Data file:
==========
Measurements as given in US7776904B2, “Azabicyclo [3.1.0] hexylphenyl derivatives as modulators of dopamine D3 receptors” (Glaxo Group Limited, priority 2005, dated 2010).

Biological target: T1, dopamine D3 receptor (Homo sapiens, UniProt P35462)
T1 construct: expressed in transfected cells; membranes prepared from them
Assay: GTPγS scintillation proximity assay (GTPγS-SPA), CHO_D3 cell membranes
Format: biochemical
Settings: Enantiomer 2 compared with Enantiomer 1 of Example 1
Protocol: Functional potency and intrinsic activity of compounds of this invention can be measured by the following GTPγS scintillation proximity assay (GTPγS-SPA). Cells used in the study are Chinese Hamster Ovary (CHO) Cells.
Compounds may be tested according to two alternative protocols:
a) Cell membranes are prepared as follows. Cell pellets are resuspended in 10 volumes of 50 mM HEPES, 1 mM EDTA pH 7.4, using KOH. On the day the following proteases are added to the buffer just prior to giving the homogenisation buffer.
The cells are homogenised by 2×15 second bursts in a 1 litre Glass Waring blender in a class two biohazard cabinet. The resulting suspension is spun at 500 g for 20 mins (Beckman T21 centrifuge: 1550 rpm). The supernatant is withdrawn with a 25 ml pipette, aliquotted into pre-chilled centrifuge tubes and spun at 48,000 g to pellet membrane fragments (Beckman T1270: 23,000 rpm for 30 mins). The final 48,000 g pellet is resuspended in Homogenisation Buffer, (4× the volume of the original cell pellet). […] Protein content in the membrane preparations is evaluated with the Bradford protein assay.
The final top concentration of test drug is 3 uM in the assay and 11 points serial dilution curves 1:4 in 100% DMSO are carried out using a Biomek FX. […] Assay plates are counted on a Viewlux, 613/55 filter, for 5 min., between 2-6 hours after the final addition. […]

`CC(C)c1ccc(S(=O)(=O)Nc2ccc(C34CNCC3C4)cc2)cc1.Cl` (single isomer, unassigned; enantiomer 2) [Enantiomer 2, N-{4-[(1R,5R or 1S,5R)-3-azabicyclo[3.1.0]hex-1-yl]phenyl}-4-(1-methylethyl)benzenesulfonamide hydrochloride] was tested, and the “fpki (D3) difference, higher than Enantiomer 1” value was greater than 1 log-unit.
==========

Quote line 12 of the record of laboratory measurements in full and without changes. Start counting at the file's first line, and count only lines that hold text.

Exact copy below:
`CC(C)c1ccc(S(=O)(=O)Nc2ccc(C34CNCC3C4)cc2)cc1.Cl` (single isomer, unassigned; enantiomer 2) [Enantiomer 2, N-{4-[(1R,5R or 1S,5R)-3-azabicyclo[3.1.0]hex-1-yl]phenyl}-4-(1-methylethyl)benzenesulfonamide hydrochloride] was tested, and the “fpki (D3) difference, higher than Enantiomer 1” value was greater than 1 log-unit.